Can I drive my car during the Covid-19 lockdown?
England is going back into lockdown, with firm measures in place across the rest of the UK – what does this mean for drivers?
England is being placed into a second national lockdown on 5 November, with restrictions expected to last until 2 December or possibly longer.
This means that, once again, drivers can only use the roads for a very limited set of reasons, such as shopping for food and medicine, or attending a medical appointment.
It must be noted that – while England is going back into lockdown – Wales, Scotland and Northern Ireland are taking a different line as dictated by their respective devolved governments. Wales and Northern Ireland are coming out of their second lockdowns, while Scotland is persevering with its five-tier local lockdown system. Drivers in England should not travel into any other UK nation without good reason, and vice versa.
Those caught breaking lockdown rules can be fined up to £10,000 for serious breaches, so drivers should be sure to stay on the right side of the law.
When am I allowed to use my car?
Once the second lockdown comes into effect on 5 November, you will only be allowed to use your car for a very limited set of reasons – these are:
- Shopping for essentials (e.g. food or medicine) as infrequently as possible
- For childcare or education (where this is not provided online)
- Travelling to an outdoor public location in order to take one form of daily exercise (either alone, with other members of your household/support bubble or with one member of another household)
- Attending medical appointments or emergencies (such as escaping domestic abuse)
- Assisting an elderly or vulnerable person, or a member of your support bubble
- Travelling to and from work (only if unable to work from home)
- Travelling to a very limited selection of non-essential retailers, such as garden centres, and other appointments/reasons, such as property viewings, moving house or getting a takeaway meal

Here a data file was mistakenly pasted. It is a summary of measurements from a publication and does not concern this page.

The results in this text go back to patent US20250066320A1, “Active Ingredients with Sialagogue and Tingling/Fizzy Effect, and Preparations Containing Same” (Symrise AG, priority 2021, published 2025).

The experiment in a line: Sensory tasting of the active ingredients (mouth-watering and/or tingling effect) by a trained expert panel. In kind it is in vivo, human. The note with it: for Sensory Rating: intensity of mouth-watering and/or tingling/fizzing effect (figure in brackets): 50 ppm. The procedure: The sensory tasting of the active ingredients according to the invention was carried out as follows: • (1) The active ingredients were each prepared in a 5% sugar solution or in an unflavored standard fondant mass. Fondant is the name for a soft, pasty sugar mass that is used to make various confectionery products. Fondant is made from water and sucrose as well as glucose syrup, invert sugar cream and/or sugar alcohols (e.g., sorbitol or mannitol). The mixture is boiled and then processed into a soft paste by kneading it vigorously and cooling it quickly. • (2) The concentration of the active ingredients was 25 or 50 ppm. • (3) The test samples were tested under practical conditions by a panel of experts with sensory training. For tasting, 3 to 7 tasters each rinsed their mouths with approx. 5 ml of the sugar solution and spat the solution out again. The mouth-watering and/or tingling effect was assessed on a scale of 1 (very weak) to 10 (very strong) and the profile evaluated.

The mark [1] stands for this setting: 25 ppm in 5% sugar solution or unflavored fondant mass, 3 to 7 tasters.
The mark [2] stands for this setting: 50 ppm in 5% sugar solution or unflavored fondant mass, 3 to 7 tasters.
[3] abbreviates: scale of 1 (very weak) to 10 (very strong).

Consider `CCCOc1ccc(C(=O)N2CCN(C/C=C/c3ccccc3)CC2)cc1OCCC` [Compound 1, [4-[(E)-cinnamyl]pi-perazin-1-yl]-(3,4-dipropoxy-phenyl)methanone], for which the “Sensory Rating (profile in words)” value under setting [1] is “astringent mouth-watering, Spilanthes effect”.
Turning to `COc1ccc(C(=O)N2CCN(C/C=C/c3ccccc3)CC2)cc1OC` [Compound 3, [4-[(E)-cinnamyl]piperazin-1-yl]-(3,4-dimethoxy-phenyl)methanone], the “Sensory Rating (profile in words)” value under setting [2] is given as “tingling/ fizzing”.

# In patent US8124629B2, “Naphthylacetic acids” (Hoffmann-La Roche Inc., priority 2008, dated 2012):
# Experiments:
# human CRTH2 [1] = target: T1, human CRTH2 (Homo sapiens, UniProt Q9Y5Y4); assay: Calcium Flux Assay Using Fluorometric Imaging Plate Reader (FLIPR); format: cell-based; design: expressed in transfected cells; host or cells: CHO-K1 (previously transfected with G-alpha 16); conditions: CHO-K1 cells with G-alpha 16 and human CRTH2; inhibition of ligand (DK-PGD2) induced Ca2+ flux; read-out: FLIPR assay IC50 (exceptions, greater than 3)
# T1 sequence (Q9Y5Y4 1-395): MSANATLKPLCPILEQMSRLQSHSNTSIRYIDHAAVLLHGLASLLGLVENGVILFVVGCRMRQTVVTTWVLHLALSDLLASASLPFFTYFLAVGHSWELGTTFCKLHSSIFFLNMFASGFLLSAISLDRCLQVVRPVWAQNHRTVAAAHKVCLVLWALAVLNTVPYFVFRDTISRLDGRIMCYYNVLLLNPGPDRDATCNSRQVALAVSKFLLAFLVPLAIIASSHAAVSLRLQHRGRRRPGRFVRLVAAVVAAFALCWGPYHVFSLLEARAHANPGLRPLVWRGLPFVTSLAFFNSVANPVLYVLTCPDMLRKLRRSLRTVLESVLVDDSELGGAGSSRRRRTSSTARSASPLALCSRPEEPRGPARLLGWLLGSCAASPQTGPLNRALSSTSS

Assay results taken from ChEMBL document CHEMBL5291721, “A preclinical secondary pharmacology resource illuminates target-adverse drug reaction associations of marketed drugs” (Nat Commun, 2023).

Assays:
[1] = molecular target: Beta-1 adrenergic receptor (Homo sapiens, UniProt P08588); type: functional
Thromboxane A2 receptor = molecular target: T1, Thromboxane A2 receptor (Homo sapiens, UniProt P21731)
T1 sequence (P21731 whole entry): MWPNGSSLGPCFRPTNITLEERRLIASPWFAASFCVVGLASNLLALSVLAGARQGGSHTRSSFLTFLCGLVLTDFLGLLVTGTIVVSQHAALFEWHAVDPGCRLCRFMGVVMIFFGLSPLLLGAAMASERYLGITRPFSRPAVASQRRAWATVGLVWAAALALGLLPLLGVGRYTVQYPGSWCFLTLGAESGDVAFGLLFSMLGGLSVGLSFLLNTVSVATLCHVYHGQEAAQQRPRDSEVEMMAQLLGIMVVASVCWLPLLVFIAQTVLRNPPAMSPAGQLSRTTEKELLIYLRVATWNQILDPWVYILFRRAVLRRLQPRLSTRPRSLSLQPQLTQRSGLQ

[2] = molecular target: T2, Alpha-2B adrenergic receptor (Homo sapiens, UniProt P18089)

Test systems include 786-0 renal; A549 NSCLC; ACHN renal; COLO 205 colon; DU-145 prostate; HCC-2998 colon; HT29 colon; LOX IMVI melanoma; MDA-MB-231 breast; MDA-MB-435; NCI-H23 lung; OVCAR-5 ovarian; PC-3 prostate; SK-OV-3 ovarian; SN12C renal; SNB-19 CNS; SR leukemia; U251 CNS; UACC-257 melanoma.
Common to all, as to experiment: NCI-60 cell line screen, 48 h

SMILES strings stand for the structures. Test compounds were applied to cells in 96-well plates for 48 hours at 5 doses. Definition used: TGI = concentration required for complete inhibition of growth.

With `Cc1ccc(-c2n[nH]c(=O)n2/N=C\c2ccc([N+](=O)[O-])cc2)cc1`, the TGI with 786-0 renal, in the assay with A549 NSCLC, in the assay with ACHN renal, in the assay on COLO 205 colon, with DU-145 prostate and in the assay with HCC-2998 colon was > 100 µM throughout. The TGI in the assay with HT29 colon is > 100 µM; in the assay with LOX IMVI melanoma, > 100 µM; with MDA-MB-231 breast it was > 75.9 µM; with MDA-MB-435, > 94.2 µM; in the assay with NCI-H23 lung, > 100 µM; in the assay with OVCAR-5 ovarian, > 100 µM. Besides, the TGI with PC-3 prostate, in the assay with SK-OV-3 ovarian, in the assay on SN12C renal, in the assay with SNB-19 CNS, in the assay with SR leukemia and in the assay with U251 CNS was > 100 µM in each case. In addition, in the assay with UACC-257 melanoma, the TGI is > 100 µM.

These rules are broadly similar to the ones we saw during the first lockdown earlier this year. One key difference is the Government has clarified that you are allowed to drive to an outdoor public location in order to take exercise, although people are encouraged to make these journeys on foot or by bicycle if at all possible.
Another difference is schools and universities are remaining open this time around, so cars will inevitably be used for the school run or by students who need to attend lectures in person.
In addition, the housing market is staying open, allowing people to use their cars to attend property viewings or to move house. A very limited selection of non-essential retailers, including garden centres, are also being allowed to remain open, so people can drive to these. Car showrooms are being forced to close down again, but those who buy a car online can drive to the dealership to collect it.
What can’t I use my car for?
Most non-essential shops – including car dealerships – and pubs/restaurants won’t reopen until 2 December at the earliest, the Government has announced. As such, you can’t use your car to go to your local town centre for a spot of high street shopping.
Pubs, restaurants and hairdressers are also being closed, so you can’t drive to access these for the time being, unless picking up a takeaway meal from a restaurant.
Can I go for a drive?
Although the argument can be made that you won’t catch Covid-19 or pass it on to anyone else if you’re alone inside your own car, simply going for a drive for pleasure would be classed as non-essential travel and would thus be prohibited by lockdown.
The reason for this is that if you suffer a breakdown, you will come into contact with a breakdown company worker, increasing the risk of infection. Furthermore, if you had a car accident, you may require the attention of emergency service personnel, who are stretched thin as it is.
Do you think the Government should be stricter on driving? Let us know in the comments below…
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